When the sun set, I became ridiculously bold – perhaps it was due to jet lag, but certainly a couple of glasses of good Oregon Pinot Noir didn’t hurt. I stripped out of my clothes and wrapped myself in a blanket, then I settled in the chaise lounge with my glass of wine and my Kindle. I always had several erotic novels pulled up for my reading pleasure. I had a lot of sexual energy and at that point in my life, I was my only outlet, so I read a lot of erotica and watched a bit of porn now and then, but the man on the beach was even better than porn, and he was my own fantasy story come to life And then I’d ran away from him! I couldn’t really believe he was real, and yet if he was a dream, it really pissed me off that I’d done something so stupid as to run away rather than to stay and let him properly fuck me. I didn’t place much stock in lucid dreaming. I figured you get what you get, and your unconscious has a vicious sense of humor when it comes to the dreams you get, but I really, really wanted to revisit the man on the stormy beach. Instead, I got the horse.

 

It was the soft whickering that woke me. The moon had risen in a bright disk painting the pale horse in a silver grey dance of light and shadow. He pranced and sidestepped just beyond the edge of the waves, tossing his main, tail flowing like a kite behind him as he frolicked. Then suddenly he stilled, as though he were aware of my wakefulness. Seeing that I was no threat, he moved forward toward me. I stood, pulling the blanket tightly around me and moved to the rail, then I remembered the bowl of fruit on the kitchen table. “I’ve got something for you, boy,” I said. “Wait here, I’ll be right back.”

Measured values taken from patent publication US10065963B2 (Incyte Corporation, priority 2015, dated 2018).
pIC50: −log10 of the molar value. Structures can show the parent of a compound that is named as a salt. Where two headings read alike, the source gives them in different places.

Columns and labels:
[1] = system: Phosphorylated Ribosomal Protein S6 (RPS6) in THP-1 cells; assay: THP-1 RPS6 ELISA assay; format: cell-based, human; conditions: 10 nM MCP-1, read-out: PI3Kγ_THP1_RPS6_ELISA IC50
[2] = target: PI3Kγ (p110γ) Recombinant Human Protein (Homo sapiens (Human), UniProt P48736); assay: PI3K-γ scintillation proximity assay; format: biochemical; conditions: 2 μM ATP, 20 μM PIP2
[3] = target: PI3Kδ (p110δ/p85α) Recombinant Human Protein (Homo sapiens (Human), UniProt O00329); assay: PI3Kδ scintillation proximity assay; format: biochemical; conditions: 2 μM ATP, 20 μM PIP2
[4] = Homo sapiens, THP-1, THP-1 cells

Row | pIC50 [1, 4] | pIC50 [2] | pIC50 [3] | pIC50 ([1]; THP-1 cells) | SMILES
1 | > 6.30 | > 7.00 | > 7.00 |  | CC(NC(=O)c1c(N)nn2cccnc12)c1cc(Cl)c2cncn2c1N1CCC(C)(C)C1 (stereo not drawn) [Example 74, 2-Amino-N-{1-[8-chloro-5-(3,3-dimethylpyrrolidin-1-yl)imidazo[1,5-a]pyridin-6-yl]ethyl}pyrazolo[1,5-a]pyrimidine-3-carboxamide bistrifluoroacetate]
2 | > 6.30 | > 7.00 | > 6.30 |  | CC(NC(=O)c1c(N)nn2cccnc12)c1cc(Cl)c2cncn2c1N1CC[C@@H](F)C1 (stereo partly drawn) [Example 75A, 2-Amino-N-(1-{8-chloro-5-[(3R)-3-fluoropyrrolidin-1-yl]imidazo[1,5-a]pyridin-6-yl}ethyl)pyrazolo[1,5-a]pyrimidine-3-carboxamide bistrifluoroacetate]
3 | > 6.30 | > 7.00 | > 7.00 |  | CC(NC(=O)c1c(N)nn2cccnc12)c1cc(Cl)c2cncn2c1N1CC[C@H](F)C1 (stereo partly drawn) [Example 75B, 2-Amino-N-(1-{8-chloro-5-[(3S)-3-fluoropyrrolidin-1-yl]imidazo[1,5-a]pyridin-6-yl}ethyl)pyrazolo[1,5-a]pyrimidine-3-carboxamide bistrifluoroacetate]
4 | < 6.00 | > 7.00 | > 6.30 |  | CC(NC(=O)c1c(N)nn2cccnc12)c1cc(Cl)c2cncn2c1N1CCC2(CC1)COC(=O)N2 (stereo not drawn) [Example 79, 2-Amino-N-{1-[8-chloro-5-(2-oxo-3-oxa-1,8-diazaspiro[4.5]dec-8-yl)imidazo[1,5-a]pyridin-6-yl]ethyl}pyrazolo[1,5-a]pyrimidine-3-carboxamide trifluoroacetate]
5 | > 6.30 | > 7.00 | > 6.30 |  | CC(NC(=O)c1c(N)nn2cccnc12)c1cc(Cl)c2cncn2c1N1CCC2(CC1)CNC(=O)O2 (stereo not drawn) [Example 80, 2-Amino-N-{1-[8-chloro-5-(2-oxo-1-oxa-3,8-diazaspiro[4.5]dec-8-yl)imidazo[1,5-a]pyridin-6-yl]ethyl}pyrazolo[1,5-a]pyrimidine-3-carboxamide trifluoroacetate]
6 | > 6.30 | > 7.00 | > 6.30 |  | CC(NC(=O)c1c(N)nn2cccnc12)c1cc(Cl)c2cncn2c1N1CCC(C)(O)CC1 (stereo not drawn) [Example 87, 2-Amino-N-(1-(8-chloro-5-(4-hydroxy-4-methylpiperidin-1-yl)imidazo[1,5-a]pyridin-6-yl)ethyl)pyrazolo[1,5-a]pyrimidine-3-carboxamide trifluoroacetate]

I was only gone a minute — just long enough to nab an apple, but when I returned, the horse wasn’t alone. The man from last night sat astride him, just as naked as he was the night before. But this time I wasn’t scared. This time I felt myself in control of the dream. He watched as I strode boldly down the steps onto the sand and offered the apple to the horse, feeling the soft velvet of his muzzle against my palm as he took my offering.

 

Then the horse gave me a gentle head butt and I lost my grip on the blanket. As it slid open, the man offered me his hand. It was a dream, I told myself. It had to be, so I lifted my hands to him letting the blanket fall away as he bent and scooped me one-armed onto the broad back of the horse and settled me in front of him. I gave a little gasp as, with the flat of his large hand low on my belly, he pulled me back against his hard naked chest.

 

And then we were like the wind racing down the beach dangerously close to the swell of the waves. The spray took my breath and stung my eyes and for a moment I saw nothing but a blur. He slid his hand up my belly to caress my breasts, and on upward to cup my throat and my jaw, drawing me around, and I twisted and arched toward him as he mantled me and took my mouth and I breathed in the fresh breath of the storm humid and wild on his kiss, a kiss that lingered and deepened as the rhythm of the horse drove me back against his body, back against the urgency of his cock pressed to the small of my back.

 

Once he was certain I wouldn’t pull away from the dance of his tongue, his caress migrated downward again, thumbing my nipples until I squirmed and ached, stroking my belly in little kneading circles, each one lower than the one before, until he shivered his fingers down through my tight pubic curls. Even spread wide as I was mounted on the muscular back of the horse, unconsciously, I opened still wider as he teased and worried his way between my legs.